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Volume 8, Number 4—April 2002
Books and Media

Infection Highlights 2000-01

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Mark H. Wilcox
Health Press Limited, Oxford, UK, 2001

This 98-page paperback in the Fast Facts series contains concise updates on a diverse group of topics in infectious diseases. Chapters cover newly recognized and emerging infectious diseases problems including Escherichia coli O157:H7, Helicobacter pylori, and Acinetobacter. Other chapters provide therapeutic updates of a range of problems including exacerbations of chronic obstructive pulmonary disease, HIV infection, and onychomycosis. Most reviews are relevant to the clinician with the exception of discussions on alternative treatments for methicillin-resistant Staphylococcus aureus (MRSA) and antibiotic-resistance genes in plants. There are 12 chapters, and most of the authors are recognized authorities in their areas.

Page borders are color-coded by chapter with matching color schemes for tables. Each chapter contains a table of highlights with headings of “What’s in,” “What’s out,” and frequently “What’s controversial,” or “What’s needed.” This approach works with variable success. It does give a reader whose thumbing through the book a quick look at the major issues. But I can imagine authors struggling with what to include in this format leading to unhelpful entries such as “Over-prescribing of conventional antibiotics” under “What’s out” in a chapter on alternative treatments for MRSA. In rapidly changing areas including HIV therapeutics, what was “in” at the time of writing is already “out” or “controversial” by the time of this review in the fall of 2001.

The chapters are, for the most part, well written and factual. The reviews on Clostridium difficile diarrhea (authored by the editor) and E. coli O157:H7 are especially well done. Unfortunately, the chapter on HIV chemotherapy contains a few inexplicable errors. Lopinavir, a protease inhibitor, is listed as a nucleoside reverse transcriptase inhibitor in both a table and the text. The authors also states that the nucleotide analogs, such as tenofovir are active in their native form. In fact, they are prodrugs that require phosphorylation by cellular enzymes. The HIV chapter is also the most dated, though I cannot fault the authors for this, given the dynamic nature of the field.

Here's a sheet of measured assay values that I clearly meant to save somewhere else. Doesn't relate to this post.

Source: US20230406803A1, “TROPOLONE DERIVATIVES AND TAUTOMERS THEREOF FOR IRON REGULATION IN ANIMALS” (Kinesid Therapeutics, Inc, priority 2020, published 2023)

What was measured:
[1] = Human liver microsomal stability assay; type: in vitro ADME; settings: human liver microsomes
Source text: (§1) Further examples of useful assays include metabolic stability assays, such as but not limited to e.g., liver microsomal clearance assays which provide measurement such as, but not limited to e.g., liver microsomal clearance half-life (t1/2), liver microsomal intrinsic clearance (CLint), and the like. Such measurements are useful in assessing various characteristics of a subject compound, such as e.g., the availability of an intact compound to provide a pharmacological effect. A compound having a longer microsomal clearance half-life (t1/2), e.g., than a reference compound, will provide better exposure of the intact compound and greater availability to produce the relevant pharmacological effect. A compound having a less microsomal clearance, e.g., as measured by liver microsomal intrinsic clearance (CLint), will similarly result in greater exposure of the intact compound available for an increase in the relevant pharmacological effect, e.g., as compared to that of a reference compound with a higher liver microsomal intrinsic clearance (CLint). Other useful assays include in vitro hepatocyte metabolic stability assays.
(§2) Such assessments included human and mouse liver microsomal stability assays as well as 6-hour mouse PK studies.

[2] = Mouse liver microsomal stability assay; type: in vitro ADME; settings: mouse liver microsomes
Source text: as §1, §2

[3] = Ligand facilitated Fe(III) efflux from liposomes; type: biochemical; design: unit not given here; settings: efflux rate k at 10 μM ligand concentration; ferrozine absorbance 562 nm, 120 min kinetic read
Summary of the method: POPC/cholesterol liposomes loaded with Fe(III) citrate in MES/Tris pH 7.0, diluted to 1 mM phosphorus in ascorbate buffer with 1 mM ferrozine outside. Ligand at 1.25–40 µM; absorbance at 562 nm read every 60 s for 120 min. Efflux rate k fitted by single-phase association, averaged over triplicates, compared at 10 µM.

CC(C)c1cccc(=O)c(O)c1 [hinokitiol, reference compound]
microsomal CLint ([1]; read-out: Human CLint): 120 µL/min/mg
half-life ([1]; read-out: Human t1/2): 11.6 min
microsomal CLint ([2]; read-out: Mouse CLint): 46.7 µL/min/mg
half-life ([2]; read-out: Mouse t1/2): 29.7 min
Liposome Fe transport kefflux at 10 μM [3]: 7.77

The editor does not tell us the intended audience for the book, but it appears to be geared for the infectious disease specialist rather than the generalist. The reviews average about six small pages of text, and the discussions are not sufficiently complete to serve as a background source for the uninitiated. The editor writes that review articles are often unwieldly or out-of-date at the time of publication. This text aims to summarize new information concisely. Concise it is – but perhaps too much so, as I came away from reading many of the reviews longing for more depth. Nonetheless, this volume generally succeeds with providing “fast facts” in a well-written and easy to read format.


James P. Steinberg
Author affiliation: Emory University School of Medicine


Cite This Article

DOI: 10.3201/eid0804.020044

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Table of Contents – Volume 8, Number 4—April 2002

Page created: July 15, 2010
Page updated: July 15, 2010
Page reviewed: July 15, 2010
The conclusions, findings, and opinions expressed by authors contributing to this journal do not necessarily reflect the official position of the U.S. Department of Health and Human Services, the Public Health Service, the Centers for Disease Control and Prevention, or the authors' affiliated institutions. Use of trade names is for identification only and does not imply endorsement by any of the groups named above.